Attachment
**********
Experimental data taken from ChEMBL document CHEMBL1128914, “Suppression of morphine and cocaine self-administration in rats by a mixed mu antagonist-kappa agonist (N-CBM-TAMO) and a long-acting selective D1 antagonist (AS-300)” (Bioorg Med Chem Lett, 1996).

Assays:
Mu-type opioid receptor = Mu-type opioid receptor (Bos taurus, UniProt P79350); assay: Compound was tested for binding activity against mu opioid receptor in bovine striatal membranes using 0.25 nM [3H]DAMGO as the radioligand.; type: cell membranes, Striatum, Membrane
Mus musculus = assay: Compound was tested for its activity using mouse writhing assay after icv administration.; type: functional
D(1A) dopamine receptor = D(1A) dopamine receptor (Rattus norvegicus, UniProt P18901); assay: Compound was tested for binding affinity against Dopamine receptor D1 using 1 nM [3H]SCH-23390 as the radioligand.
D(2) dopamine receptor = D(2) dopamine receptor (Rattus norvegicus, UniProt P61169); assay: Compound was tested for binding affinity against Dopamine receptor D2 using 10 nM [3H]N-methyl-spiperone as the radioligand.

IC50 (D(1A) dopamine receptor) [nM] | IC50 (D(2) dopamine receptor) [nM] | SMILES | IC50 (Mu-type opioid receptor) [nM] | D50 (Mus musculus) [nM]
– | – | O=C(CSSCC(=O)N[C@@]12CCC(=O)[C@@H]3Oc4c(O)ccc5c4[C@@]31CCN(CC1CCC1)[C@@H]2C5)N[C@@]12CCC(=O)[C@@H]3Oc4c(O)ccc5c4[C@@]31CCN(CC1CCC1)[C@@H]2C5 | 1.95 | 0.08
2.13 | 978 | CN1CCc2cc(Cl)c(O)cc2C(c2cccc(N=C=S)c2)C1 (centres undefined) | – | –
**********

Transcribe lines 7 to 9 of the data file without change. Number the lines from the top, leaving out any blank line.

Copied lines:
IC50 (D(1A) dopamine receptor) [nM] | IC50 (D(2) dopamine receptor) [nM] | SMILES | IC50 (Mu-type opioid receptor) [nM] | D50 (Mus musculus) [nM]
– | – | O=C(CSSCC(=O)N[C@@]12CCC(=O)[C@@H]3Oc4c(O)ccc5c4[C@@]31CCN(CC1CCC1)[C@@H]2C5)N[C@@]12CCC(=O)[C@@H]3Oc4c(O)ccc5c4[C@@]31CCN(CC1CCC1)[C@@H]2C5 | 1.95 | 0.08
2.13 | 978 | CN1CCc2cc(Cl)c(O)cc2C(c2cccc(N=C=S)c2)C1 (centres undefined) | – | –